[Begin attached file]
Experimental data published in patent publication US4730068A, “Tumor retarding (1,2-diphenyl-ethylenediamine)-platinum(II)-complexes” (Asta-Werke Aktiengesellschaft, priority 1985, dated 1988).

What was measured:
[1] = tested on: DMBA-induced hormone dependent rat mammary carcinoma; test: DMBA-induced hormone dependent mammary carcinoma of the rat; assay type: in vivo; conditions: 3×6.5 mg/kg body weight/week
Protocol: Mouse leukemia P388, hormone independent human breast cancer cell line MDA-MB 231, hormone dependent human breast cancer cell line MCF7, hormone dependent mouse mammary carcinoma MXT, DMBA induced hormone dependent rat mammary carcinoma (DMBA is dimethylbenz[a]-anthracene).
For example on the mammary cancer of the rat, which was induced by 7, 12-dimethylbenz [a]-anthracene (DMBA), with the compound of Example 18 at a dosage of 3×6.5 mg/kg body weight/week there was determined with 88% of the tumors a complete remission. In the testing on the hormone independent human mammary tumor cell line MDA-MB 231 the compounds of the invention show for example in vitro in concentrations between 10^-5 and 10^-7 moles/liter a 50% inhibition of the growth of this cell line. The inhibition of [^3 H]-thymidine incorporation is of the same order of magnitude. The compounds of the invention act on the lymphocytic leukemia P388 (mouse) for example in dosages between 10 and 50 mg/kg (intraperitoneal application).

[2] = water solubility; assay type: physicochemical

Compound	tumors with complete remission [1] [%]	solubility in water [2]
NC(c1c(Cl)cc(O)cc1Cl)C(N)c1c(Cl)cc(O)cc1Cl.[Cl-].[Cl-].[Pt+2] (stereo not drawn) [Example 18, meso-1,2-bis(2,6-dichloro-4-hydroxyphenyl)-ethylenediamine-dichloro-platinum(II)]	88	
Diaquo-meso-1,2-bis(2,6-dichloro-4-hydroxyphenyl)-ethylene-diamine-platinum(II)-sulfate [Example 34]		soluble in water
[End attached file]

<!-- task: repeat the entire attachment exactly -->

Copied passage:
Experimental data published in patent publication US4730068A, “Tumor retarding (1,2-diphenyl-ethylenediamine)-platinum(II)-complexes” (Asta-Werke Aktiengesellschaft, priority 1985, dated 1988).

What was measured:
[1] = tested on: DMBA-induced hormone dependent rat mammary carcinoma; test: DMBA-induced hormone dependent mammary carcinoma of the rat; assay type: in vivo; conditions: 3×6.5 mg/kg body weight/week
Protocol: Mouse leukemia P388, hormone independent human breast cancer cell line MDA-MB 231, hormone dependent human breast cancer cell line MCF7, hormone dependent mouse mammary carcinoma MXT, DMBA induced hormone dependent rat mammary carcinoma (DMBA is dimethylbenz[a]-anthracene).
For example on the mammary cancer of the rat, which was induced by 7, 12-dimethylbenz [a]-anthracene (DMBA), with the compound of Example 18 at a dosage of 3×6.5 mg/kg body weight/week there was determined with 88% of the tumors a complete remission. In the testing on the hormone independent human mammary tumor cell line MDA-MB 231 the compounds of the invention show for example in vitro in concentrations between 10^-5 and 10^-7 moles/liter a 50% inhibition of the growth of this cell line. The inhibition of [^3 H]-thymidine incorporation is of the same order of magnitude. The compounds of the invention act on the lymphocytic leukemia P388 (mouse) for example in dosages between 10 and 50 mg/kg (intraperitoneal application).

[2] = water solubility; assay type: physicochemical

Compound	tumors with complete remission [1] [%]	solubility in water [2]
NC(c1c(Cl)cc(O)cc1Cl)C(N)c1c(Cl)cc(O)cc1Cl.[Cl-].[Cl-].[Pt+2] (stereo not drawn) [Example 18, meso-1,2-bis(2,6-dichloro-4-hydroxyphenyl)-ethylenediamine-dichloro-platinum(II)]	88	
Diaquo-meso-1,2-bis(2,6-dichloro-4-hydroxyphenyl)-ethylene-diamine-platinum(II)-sulfate [Example 34]		soluble in water